The Electronic Logging Device Mandate, which is more commonly referred to as the ELD Mandate, is a federal rule published December 2015 by the U.S. Department of Transportation (DoT) and the Federal Motor Carrier Safety Administration (FMCSA).
Implemented in three phases, with Phase 2 going into effect in less than a month on December 18, the rule applies to most motor carriers and drivers who are currently required to maintain records of duty status (RODS). The rule’s intention is to help create a safer work environment for drivers and to make tracking, managing and sharing RODS faster and easier.
With the December 18 Phase 2 compliance deadline approaching, let’s take a closer look at what your fleet operations can expect benefits-wise from ELD integration.
On Deck: Phase 2
Unlike Phase 1 that focused on awareness and transition and allowed voluntary use of
One exception is vehicles equipped with an automatic on-board recording device (AOBRD) installed before December 18, 2017. Those vehicles are grandfathered in until December 16, 2019, when Phase 3 is implemented and full ELD compliance goes into effect. On that date, all carriers and drivers subject to the rule will be required to use self-certified and FMCSA registered ELDs.
Goodbye Paper – Hello Bottom-Line Benefits
When Phase 2 is implemented on December 18,
From December 18 forward, manual recording by drivers in paper
To that end, let’s look at how ELD technology trumps paper log books and how the technology will benefit fleets.
Top Three Benefits for Fleets:
- Improved Road Safety and HOS Compliance
Driver fatigue is one of the biggest causes of vehicle accidents. To help curb fatigue, the FMSCA has HOS rules and regulations in place that limit the number of hours a driver can drive per day.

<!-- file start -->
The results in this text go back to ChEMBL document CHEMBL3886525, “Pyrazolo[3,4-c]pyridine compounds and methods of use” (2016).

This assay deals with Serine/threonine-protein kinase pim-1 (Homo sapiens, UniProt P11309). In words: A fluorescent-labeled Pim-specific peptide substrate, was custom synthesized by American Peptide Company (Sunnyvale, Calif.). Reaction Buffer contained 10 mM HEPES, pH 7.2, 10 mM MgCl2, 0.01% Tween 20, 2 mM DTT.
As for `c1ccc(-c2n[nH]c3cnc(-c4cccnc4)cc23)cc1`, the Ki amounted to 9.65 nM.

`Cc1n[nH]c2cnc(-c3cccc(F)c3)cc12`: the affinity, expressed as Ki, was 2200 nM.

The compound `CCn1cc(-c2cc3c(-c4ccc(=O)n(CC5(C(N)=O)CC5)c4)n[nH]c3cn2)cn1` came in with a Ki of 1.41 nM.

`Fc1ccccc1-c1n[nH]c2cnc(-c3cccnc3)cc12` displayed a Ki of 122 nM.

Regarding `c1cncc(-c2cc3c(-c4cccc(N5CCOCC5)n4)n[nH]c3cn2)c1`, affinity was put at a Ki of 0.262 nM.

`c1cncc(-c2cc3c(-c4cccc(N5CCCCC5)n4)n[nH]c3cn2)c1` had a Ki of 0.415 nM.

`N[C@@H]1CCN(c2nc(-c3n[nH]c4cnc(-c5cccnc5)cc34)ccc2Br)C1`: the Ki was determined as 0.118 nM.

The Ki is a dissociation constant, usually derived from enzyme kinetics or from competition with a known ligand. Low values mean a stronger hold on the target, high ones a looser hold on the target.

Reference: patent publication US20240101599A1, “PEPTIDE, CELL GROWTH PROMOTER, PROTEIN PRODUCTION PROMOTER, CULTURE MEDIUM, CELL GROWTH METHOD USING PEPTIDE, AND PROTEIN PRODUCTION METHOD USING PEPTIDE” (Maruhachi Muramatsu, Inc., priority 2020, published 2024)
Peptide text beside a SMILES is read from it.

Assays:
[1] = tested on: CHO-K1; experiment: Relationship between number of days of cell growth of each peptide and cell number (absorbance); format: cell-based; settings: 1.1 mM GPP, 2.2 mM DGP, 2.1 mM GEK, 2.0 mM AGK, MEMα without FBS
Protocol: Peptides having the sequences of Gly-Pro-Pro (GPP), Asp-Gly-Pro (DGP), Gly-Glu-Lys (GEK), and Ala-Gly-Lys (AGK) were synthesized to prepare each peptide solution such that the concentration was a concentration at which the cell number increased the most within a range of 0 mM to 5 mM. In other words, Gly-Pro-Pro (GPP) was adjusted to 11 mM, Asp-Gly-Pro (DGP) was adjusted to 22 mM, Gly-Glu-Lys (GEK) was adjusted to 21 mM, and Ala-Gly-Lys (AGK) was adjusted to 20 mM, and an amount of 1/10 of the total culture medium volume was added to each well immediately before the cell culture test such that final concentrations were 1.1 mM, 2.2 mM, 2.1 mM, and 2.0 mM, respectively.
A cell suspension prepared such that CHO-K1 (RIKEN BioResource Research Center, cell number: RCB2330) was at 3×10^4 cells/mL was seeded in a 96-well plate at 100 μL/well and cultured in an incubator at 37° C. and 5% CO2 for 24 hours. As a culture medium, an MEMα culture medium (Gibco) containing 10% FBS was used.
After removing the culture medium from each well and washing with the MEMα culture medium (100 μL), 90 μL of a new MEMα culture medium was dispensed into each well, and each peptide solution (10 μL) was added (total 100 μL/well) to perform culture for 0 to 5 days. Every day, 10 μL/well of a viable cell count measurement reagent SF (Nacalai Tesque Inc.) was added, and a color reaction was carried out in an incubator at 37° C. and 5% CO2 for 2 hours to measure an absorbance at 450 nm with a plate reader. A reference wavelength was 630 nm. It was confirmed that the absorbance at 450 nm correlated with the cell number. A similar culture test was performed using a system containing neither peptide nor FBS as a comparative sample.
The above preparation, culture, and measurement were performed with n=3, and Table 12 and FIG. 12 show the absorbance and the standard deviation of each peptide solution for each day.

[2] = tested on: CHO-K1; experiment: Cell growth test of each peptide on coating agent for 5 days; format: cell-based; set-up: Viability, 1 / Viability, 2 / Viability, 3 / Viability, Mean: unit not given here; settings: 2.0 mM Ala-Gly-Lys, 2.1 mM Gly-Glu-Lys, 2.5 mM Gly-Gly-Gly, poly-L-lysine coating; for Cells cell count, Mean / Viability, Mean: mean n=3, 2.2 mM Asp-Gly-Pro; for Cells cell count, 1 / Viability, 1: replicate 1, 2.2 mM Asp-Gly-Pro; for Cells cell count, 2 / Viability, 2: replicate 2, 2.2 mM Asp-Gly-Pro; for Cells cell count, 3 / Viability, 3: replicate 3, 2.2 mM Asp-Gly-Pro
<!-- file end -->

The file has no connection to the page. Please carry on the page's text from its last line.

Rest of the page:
- Improved Driver Productivity and Efficiency: With
ELDstaking paperwork and drivers out of the recording equation, drivers can concentrate on what they do best and no longer worry about tracking their hours.
According to the FMCSA, drivers spend over 20 hours per year on paperwork, which breaks down to about 15 minutes per day. This may not seem like a lot, but over time, it adds up and can negatively affect productivity and distribution of workload, both of which are key to maximizing profit.
- Lower Insurance Premiums:
ELDsprovide information that improves driver safety, which can lead to lower Compliance, Safety & Accountability (CSA) scores and lower insurance premiums. For example, ELDscan monitor braking habits, speeding, idling (which can lower fuel costs) and risky driver behaviors so that problems are identified and corrected before they result in a costly accident, penalty, fine or drain to the bottom line.
The industry is forever changing. Those who are best prepared to embrace change will reap the greatest rewards.